Lincoln Property Co. v. Roche (04-712)

November 29, 2005 Supreme Court Update

Greetings, Court fans!
The Court is off to a quick start this year, issuing its tenth opinion today (as compared to three as of this date last year). In Lincoln Property Co. v. Roche (04-712), Justice Ginsburg, writing for a unanimous Court, resolved the issue of whether an entity not named or joined as a defendant can nonetheless be deemed a real party in interest and destroy diversity jurisdiction. Simply put: it cannot.
Roche filed suit against Lincoln Property and others in Virginia state court. The defendants removed the case to federal court on the basis of diversity of citizenship under 28 U.S.C. 1441. Roche made no objection – until the federal court granted the defendants' motion for summary judgment. Then Roche moved to remand, claiming that Lincoln Property was actually a partnership and that one of its partners was a citizen of Virginia. The District Court denied the motion based on evidence that Lincoln Property was a Texas corporation with its principle place of business in Texas. The Fourth Circuit reversed, finding that while Lincoln Property was a Texas corporation, it appeared likely that an unidentified Virginia subsidiary of the company was the "real and substantial party in interest," and Lincoln Property, as the party invoking federal jurisdiction, failed to demonstrate the non-existence of this entity. In arriving at its conclusion that courts need to look at the real parties in interest to determine whether diversity jurisdiction exists, the Fourth Circuit relied on FRCP 17(a), which provides that "[e]very action shall be prosecuted in the name of the real party in interest," and on case law holding that the joinder of a sham party with no real interest in the litigation cannot create diversity jurisdiction. The Supreme Court reversed, finding that "the Fourth Circuit had no warrant . . . to inquire whether some other person might have been joined as an additional or substitute defendant" (emphasis added). Further, Congress has specifically provided that corporations are citizens only of their states of incorporation and of their principle place of business -- not of any state in which they have an affiliate. So the case stays in federal court and the judgment for the defendants will stand.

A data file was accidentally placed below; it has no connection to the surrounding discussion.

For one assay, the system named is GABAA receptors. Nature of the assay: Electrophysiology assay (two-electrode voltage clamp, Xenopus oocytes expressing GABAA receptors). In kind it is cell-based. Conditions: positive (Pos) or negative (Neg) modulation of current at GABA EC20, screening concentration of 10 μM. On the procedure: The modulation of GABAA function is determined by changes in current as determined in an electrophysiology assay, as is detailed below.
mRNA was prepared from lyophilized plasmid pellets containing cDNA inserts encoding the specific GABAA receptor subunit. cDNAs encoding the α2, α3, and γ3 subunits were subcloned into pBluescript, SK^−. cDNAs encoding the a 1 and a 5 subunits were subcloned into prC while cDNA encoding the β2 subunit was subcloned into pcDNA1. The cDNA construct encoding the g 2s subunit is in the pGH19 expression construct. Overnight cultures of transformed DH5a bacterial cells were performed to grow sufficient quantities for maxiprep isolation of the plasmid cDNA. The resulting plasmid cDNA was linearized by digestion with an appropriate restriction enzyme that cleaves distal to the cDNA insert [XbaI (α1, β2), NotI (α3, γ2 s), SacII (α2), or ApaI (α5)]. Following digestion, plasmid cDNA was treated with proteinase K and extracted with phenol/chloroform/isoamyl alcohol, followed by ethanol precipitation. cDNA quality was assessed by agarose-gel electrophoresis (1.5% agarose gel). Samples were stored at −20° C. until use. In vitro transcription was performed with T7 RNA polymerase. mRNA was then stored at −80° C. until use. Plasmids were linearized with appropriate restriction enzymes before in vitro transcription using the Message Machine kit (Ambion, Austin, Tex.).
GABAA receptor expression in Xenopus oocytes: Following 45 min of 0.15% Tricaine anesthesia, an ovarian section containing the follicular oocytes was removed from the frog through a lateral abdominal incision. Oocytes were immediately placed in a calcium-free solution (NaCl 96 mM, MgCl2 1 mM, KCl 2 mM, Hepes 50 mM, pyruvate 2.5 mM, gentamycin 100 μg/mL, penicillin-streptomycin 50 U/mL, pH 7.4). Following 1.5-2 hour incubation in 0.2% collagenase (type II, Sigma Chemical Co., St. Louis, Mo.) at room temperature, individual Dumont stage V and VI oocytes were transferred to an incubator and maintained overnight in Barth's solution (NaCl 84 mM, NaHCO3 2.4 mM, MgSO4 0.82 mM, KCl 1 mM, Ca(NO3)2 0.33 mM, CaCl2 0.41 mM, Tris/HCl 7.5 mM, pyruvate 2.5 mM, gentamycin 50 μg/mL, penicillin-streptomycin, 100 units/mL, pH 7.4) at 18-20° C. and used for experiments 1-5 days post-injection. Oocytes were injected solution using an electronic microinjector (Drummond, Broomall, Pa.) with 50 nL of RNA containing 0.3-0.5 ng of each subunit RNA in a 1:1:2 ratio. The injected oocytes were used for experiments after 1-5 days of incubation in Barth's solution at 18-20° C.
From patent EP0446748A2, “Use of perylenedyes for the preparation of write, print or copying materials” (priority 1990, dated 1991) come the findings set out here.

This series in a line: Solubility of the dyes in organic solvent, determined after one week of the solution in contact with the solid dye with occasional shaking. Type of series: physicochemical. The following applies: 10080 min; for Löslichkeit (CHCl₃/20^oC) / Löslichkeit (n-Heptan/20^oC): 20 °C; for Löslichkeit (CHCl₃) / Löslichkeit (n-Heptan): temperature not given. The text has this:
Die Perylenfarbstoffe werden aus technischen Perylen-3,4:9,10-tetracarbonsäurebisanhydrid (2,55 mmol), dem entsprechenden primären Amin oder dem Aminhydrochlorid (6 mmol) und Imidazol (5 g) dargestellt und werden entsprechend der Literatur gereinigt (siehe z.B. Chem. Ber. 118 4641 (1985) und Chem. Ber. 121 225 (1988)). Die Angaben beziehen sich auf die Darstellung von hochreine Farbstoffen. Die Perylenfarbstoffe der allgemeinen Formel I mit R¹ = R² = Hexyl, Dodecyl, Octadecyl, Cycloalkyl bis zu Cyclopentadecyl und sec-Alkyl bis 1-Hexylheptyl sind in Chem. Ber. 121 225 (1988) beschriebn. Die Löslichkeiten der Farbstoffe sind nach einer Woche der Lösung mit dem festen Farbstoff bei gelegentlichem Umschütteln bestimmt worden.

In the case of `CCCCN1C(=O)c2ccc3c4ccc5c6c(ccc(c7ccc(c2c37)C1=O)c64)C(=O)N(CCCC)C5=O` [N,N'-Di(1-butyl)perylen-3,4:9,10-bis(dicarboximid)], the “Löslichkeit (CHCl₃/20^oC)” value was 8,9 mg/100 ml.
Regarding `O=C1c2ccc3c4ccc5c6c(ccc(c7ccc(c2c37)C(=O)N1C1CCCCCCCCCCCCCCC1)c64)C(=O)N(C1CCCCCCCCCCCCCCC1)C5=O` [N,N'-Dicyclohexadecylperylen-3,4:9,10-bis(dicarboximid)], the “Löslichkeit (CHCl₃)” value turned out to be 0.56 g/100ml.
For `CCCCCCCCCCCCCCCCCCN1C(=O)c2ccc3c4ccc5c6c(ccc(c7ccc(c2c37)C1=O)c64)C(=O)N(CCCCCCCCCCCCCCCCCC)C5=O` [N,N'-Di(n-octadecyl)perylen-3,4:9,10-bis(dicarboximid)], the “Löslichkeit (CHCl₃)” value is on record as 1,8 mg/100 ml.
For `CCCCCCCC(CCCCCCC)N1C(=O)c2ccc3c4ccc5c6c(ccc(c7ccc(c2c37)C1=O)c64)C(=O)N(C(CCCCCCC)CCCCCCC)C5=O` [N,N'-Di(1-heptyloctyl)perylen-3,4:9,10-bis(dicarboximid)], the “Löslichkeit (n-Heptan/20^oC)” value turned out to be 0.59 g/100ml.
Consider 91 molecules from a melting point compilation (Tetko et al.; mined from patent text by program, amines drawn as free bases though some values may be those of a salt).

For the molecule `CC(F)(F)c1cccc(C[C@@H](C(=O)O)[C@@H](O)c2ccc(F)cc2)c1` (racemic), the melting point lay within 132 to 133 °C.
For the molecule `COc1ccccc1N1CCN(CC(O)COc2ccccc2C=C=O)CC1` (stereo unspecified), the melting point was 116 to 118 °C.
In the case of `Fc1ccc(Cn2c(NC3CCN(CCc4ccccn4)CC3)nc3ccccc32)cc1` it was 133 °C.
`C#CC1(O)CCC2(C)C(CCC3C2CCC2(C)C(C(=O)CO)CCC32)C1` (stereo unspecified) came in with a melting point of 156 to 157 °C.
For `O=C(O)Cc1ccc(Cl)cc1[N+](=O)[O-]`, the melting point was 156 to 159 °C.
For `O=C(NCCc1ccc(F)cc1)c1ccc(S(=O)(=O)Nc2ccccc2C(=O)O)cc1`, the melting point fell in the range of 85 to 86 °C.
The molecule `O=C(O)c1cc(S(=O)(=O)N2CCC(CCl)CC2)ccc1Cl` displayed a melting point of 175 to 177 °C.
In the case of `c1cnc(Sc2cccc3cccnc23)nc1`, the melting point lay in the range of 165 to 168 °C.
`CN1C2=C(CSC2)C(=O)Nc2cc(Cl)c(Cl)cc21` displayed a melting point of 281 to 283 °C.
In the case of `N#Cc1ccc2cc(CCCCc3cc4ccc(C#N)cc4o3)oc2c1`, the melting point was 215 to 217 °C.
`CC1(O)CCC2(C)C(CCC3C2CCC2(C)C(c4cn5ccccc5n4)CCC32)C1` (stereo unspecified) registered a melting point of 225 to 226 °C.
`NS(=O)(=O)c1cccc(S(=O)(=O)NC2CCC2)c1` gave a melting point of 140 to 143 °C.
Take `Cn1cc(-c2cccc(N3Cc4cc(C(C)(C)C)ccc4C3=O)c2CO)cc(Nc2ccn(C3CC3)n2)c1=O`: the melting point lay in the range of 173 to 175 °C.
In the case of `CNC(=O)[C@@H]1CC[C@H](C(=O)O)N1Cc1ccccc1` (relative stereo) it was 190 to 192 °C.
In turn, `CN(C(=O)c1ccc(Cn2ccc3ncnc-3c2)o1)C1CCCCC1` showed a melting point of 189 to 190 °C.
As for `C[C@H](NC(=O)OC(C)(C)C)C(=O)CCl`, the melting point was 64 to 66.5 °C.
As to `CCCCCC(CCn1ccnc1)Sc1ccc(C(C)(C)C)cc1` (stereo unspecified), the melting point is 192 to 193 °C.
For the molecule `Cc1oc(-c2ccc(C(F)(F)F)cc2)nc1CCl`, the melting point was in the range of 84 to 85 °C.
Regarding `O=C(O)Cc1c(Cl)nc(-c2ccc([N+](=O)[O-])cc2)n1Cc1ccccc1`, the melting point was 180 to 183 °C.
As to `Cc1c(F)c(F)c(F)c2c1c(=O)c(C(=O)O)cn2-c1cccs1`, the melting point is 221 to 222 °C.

That's it for today. As always, thanks for reading!
Kim & Ken
From the Appellate Practice Group at Wiggin and Dana. For more information, contact Kim Rinehart, Ken Heath, Aaron Bayer, or Jeff Babbin at 203-498-4400.